Mark Larson, Ph.D.

 (605) 274-4700

 mark.larson@augie.edu

Website

Education:

  • Postdoctoral Fellow, Centre for Cardiovascular Sciences, University of Birmingham, UK
  • Ph.D., Pharmacology, University of North Carolina
  • B.A., Biology/Chemistry, Concordia College, Moorehead, Minn.

Position:

  • Associate Professor, Biology
  • Augustana University

Current Research: 

 

 

Platelets are small, anucleate cells that circulate through the vasculature and are critical for normal hemostasis and contribute to disease-causing thrombosis.  Given this pivotal role in human health, platelets are a focal point for study and treatment of occlusive cardiovascular disease.  Central to their role in responding to vascular damage is the ability for platelets to recognize microenvironmental perturbations after injury via receptor-mediated cell signaling.  Released chemical mediators and exposed proteins following injury bind to platelet receptors and result in platelet adhesion, self-aggregation, and recruitment of clotting and inflammatory mediators to facilitate repair.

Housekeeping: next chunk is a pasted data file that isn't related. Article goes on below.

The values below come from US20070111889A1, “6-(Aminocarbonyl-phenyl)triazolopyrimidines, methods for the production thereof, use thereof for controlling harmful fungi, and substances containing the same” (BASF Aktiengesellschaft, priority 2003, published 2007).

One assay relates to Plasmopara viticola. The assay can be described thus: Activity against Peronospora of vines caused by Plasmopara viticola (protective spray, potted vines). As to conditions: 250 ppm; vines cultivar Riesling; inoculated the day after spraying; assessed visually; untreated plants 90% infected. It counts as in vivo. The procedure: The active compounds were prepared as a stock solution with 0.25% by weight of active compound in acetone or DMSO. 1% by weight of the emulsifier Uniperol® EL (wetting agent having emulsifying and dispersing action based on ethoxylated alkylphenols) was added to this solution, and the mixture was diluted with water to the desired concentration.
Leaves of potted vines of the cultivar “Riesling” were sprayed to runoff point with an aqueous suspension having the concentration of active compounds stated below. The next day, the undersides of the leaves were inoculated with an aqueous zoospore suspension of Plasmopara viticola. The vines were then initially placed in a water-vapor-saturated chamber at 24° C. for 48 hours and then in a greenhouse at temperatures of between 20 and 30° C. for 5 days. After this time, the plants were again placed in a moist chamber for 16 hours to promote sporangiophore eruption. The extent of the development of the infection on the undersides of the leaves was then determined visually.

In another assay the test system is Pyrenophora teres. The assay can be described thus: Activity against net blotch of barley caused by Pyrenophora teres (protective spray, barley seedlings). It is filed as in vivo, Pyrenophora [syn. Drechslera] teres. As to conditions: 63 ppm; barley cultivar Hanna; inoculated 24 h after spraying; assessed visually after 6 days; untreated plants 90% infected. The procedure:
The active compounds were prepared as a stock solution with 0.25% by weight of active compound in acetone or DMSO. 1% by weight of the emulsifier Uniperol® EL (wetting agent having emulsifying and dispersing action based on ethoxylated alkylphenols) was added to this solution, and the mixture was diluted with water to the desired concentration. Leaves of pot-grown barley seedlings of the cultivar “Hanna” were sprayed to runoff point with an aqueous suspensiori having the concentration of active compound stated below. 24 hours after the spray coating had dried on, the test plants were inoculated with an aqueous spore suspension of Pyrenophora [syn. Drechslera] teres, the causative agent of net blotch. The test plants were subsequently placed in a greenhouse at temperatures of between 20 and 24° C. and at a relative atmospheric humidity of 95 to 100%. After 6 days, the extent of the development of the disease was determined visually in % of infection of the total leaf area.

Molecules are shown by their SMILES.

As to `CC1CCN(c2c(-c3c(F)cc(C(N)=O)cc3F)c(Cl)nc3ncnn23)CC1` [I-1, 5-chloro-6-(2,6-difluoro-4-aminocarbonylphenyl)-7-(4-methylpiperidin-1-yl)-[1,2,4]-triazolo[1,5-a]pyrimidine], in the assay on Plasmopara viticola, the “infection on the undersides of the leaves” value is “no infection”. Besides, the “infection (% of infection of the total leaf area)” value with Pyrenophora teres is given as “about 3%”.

My lab focuses in two elements of this platelet response.  First, we study how the platelet response to environmental mediators is integrated.  Even though we know many of the individual protein players that facilitate the response, how these proteins form larger communication networks is still largely unknown.  To better characterize how alterations in the platelet environment change overall platelet function, I am using a systems approach to platelet signaling that merges platelet responses measured at the lab bench with proteomic tools.  My main goal is to use computational models to make detailed maps of platelet signaling.

Second, we aim to understand how genetic variation influences platelet function.  My lab has been obtaining blood samples from Native Americans and measuring their platelet phenotypes.  We aim to correlate the phenotypes with the underlying genotypes with the goal of finding genetic signatures that correlate to variable platelet function.  This project may help address some of the disparities in cardiovascular health in Native Americans, as the platelet responses may help inform treatment options.